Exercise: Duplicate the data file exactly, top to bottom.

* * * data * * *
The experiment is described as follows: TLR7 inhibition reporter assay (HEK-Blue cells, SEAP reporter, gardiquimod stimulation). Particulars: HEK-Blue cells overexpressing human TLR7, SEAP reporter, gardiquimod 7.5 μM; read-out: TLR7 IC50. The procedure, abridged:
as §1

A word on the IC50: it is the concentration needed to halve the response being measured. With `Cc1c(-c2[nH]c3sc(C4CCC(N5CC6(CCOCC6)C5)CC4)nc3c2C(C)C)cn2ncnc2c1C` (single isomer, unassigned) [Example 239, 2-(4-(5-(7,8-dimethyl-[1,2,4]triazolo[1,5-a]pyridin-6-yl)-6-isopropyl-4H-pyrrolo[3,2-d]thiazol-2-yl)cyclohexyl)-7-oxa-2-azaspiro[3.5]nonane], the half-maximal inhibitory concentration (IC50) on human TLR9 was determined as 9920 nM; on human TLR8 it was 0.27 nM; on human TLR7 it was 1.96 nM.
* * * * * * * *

The experiment is described as follows: TLR7 inhibition reporter assay (HEK-Blue cells, SEAP reporter, gardiquimod stimulation). Particulars: HEK-Blue cells overexpressing human TLR7, SEAP reporter, gardiquimod 7.5 μM; read-out: TLR7 IC50. The procedure, abridged:
as §1

A word on the IC50: it is the concentration needed to halve the response being measured. With `Cc1c(-c2[nH]c3sc(C4CCC(N5CC6(CCOCC6)C5)CC4)nc3c2C(C)C)cn2ncnc2c1C` (single isomer, unassigned) [Example 239, 2-(4-(5-(7,8-dimethyl-[1,2,4]triazolo[1,5-a]pyridin-6-yl)-6-isopropyl-4H-pyrrolo[3,2-d]thiazol-2-yl)cyclohexyl)-7-oxa-2-azaspiro[3.5]nonane], the half-maximal inhibitory concentration (IC50) on human TLR9 was determined as 9920 nM; on human TLR8 it was 0.27 nM; on human TLR7 it was 1.96 nM.